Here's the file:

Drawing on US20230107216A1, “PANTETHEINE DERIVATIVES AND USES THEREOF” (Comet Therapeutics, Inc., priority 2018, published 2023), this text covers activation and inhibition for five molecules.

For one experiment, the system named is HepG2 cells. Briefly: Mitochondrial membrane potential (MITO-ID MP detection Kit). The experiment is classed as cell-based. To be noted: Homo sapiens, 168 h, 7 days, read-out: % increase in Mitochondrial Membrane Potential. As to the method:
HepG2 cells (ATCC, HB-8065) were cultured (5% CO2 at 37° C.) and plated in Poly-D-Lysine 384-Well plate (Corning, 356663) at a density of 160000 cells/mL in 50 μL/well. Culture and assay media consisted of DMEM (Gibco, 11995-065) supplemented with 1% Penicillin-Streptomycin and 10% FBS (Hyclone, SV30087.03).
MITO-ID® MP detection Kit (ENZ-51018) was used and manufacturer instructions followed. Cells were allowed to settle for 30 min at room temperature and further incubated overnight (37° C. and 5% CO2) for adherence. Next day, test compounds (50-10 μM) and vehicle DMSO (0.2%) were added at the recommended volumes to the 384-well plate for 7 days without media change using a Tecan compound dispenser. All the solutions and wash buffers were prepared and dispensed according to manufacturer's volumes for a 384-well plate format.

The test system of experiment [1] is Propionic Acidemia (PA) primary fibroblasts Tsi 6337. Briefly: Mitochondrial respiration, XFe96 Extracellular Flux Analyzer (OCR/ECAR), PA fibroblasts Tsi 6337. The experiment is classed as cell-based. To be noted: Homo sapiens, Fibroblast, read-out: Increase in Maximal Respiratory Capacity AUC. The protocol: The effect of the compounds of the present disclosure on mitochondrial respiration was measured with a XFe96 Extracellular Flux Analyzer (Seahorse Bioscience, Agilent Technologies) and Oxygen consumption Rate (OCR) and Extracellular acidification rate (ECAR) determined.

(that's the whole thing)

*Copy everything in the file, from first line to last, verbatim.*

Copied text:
Drawing on US20230107216A1, “PANTETHEINE DERIVATIVES AND USES THEREOF” (Comet Therapeutics, Inc., priority 2018, published 2023), this text covers activation and inhibition for five molecules.

For one experiment, the system named is HepG2 cells. Briefly: Mitochondrial membrane potential (MITO-ID MP detection Kit). The experiment is classed as cell-based. To be noted: Homo sapiens, 168 h, 7 days, read-out: % increase in Mitochondrial Membrane Potential. As to the method:
HepG2 cells (ATCC, HB-8065) were cultured (5% CO2 at 37° C.) and plated in Poly-D-Lysine 384-Well plate (Corning, 356663) at a density of 160000 cells/mL in 50 μL/well. Culture and assay media consisted of DMEM (Gibco, 11995-065) supplemented with 1% Penicillin-Streptomycin and 10% FBS (Hyclone, SV30087.03).
MITO-ID® MP detection Kit (ENZ-51018) was used and manufacturer instructions followed. Cells were allowed to settle for 30 min at room temperature and further incubated overnight (37° C. and 5% CO2) for adherence. Next day, test compounds (50-10 μM) and vehicle DMSO (0.2%) were added at the recommended volumes to the 384-well plate for 7 days without media change using a Tecan compound dispenser. All the solutions and wash buffers were prepared and dispensed according to manufacturer's volumes for a 384-well plate format.

The test system of experiment [1] is Propionic Acidemia (PA) primary fibroblasts Tsi 6337. Briefly: Mitochondrial respiration, XFe96 Extracellular Flux Analyzer (OCR/ECAR), PA fibroblasts Tsi 6337. The experiment is classed as cell-based. To be noted: Homo sapiens, Fibroblast, read-out: Increase in Maximal Respiratory Capacity AUC. The protocol: The effect of the compounds of the present disclosure on mitochondrial respiration was measured with a XFe96 Extracellular Flux Analyzer (Seahorse Bioscience, Agilent Technologies) and Oxygen consumption Rate (OCR) and Extracellular acidification rate (ECAR) determined.